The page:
In 1880-1883 drought struck. In the north poor rains, attacks of the fungus red rust and locusts ruined the wheat crops. Winds blew away the cultivated soil. Many selectors had not yet harvested a paying crop. Farmers in the north of the colony reaped so little grain that they had no seed wheat for the next year. An experimental farm set up at Manna Hill was eventually abandoned. As the poor seasons continued, Goyder's Line was accepted - the lands beyond being best for pastoralists grazing sheep.
The Crown Lands Consolidation Act passed in 1886 set out new conditions for credit selectors. A mortgage could be taken out on a selection after 2½ years. A selector could surrender his selection in exchange for a 21-year lease of the same land. Sites for public or charitable purposes, such as a school, church, institute or hospital could be granted. Likewise sites for a blacksmith, carpenter, mill, store or post office.
While some farmers walked off their land, others under the new regulations were able to revoke their agreements and reselect in more suitable areas. Dotted across the northern lands are the ruins of abandoned stone huts and rusting implements - memorials to pioneers who were defeated.
In the South East, lack of drainage on the water-logged land, the long distance to markets and the dummying by selectors caused the system to fail. However, selectors within Goyder's Line, including those on Yorke Peninsula, were generally successful. Some selectors were new farmers, some were younger sons taking the opportunity to work their own land, others left their farms in the inner districts to purchase larger farms.
Despite drought and other set-backs, the twenty years after the introduction of the Strangways Act was a time of growth in the colony. The opening of new land resulted in the extension of railways and tramways to transport the grain to the ports on Spencer and St Vincent Gulfs where new wharves and jetties were needed. Towns flourished with flour mills, schools, churches and local newspapers being established.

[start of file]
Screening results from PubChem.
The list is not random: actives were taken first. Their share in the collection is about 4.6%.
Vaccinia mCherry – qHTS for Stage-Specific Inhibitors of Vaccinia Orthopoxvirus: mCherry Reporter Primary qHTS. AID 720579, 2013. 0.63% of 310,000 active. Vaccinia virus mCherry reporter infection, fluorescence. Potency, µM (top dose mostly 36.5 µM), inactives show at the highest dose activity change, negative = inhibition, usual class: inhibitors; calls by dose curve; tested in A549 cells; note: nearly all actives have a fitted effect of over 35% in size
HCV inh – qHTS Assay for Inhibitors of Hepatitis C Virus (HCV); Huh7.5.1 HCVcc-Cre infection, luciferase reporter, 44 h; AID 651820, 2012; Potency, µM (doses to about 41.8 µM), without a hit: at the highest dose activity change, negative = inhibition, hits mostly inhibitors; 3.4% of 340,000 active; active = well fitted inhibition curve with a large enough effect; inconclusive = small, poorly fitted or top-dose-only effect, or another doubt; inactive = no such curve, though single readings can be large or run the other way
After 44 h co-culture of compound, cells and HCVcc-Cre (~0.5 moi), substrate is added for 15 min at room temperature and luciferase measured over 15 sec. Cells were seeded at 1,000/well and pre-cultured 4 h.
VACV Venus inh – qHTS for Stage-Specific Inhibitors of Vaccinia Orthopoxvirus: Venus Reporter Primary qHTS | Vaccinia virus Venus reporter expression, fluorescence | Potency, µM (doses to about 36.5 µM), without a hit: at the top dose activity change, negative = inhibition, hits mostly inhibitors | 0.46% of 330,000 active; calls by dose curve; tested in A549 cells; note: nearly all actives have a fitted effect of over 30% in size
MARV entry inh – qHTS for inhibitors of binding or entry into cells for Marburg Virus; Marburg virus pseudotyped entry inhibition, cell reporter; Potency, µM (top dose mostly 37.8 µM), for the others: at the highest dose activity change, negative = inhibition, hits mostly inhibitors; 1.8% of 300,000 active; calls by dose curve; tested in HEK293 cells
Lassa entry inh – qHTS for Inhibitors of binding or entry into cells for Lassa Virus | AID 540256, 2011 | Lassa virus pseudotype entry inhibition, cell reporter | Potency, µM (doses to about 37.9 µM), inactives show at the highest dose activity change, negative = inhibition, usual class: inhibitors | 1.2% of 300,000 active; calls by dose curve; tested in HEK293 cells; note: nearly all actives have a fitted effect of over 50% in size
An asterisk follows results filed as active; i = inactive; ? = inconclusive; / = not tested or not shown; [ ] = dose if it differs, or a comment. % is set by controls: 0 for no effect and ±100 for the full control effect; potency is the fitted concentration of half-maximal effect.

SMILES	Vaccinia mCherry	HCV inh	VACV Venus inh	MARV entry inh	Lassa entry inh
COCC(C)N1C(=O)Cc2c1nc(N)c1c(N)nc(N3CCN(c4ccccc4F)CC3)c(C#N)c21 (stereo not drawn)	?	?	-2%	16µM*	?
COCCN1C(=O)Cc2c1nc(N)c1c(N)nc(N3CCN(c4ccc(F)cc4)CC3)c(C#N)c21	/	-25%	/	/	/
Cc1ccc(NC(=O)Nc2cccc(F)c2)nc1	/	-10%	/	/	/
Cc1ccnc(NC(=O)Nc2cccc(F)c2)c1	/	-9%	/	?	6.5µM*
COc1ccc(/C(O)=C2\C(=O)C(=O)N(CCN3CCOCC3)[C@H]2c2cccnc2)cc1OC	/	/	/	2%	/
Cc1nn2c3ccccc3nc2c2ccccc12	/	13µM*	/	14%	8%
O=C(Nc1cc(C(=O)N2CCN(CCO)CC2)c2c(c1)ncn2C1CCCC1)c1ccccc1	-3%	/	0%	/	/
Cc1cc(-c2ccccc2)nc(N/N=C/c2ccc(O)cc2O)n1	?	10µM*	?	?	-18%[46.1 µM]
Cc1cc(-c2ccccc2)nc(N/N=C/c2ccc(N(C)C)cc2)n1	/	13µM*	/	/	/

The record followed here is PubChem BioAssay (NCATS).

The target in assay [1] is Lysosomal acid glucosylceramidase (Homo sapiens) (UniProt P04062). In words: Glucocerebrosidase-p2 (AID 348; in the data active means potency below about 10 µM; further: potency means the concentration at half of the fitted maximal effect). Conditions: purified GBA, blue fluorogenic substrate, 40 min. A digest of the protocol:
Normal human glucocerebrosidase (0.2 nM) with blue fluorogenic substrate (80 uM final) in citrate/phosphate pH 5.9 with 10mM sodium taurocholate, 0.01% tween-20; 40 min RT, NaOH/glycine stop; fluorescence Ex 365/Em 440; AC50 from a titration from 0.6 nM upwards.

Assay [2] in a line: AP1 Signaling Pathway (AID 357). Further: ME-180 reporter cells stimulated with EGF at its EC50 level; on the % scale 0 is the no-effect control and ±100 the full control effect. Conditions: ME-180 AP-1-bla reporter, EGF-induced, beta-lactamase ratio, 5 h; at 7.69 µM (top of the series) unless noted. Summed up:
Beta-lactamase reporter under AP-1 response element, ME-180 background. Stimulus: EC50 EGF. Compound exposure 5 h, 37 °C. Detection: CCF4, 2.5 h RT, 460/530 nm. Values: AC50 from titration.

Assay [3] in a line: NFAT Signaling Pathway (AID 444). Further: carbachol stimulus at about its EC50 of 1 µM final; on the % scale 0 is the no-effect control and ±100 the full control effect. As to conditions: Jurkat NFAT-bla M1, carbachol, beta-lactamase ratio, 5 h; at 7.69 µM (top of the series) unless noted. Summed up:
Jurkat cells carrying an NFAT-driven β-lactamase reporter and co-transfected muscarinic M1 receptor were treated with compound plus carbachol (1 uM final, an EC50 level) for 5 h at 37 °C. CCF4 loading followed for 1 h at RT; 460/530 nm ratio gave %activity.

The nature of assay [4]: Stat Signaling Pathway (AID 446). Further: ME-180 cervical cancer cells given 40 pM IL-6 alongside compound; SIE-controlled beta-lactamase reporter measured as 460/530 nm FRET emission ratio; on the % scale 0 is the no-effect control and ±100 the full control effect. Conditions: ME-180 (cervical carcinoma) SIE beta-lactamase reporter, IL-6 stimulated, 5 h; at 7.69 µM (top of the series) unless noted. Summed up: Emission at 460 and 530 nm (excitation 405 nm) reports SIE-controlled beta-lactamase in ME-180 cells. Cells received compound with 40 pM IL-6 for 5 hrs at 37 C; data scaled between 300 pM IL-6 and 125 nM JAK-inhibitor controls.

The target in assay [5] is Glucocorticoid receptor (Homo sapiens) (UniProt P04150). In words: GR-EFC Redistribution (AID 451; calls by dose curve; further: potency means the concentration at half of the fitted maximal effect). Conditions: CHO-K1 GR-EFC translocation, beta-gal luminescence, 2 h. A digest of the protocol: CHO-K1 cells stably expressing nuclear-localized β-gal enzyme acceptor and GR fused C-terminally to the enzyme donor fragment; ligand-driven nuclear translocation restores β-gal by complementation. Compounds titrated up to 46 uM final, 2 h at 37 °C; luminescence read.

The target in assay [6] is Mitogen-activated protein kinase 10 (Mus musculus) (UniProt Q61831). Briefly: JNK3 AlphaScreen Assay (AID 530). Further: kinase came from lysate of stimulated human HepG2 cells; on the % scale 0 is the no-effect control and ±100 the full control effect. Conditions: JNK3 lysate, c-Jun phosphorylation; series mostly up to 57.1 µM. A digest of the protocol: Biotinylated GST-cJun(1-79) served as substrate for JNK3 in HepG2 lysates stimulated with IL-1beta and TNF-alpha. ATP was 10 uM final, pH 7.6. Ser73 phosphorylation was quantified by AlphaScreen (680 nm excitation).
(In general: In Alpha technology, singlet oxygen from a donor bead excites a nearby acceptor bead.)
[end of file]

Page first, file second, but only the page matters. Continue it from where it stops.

New varieties of wheat, new methods of cultivation and the introduction of superphosphate fertilizer were all results of the spread of agriculture across South Australia. The experimental farm set up at Roseworthy developed into an agricultural college. The stump jump plough was invented to deal with the mallee lands of Yorke Peninsula. On each selection, a hut or house was built, fences erected, dams and wells sunk. There was work for carters, lumpers, labourers, seamen and all the businesses in the country towns.
The introduction of land sales on credit opened up the colony, provided new facilities and gave the small farmer, the agriculturalist, the opportunity to own his own land and to provide for his family.
The names of successful selectors were published in the SA Parliamentary Papers and the SA Government Gazettes.
The original credit selection records are held at State Records of SA at Cavan. The Index GRG 35/394 gives the selector’s name, agreement number, acreage and sometimes remarks relating to transfers and revocations. GRS 3569 is the file containing the original papers which are stored chronologically by agreement number in 130 boxes. The agreement number is required to access these and can be found in either the Government Gazette or GRG 35/394. A new number was allocated when a selector took out a new agreement under new conditions.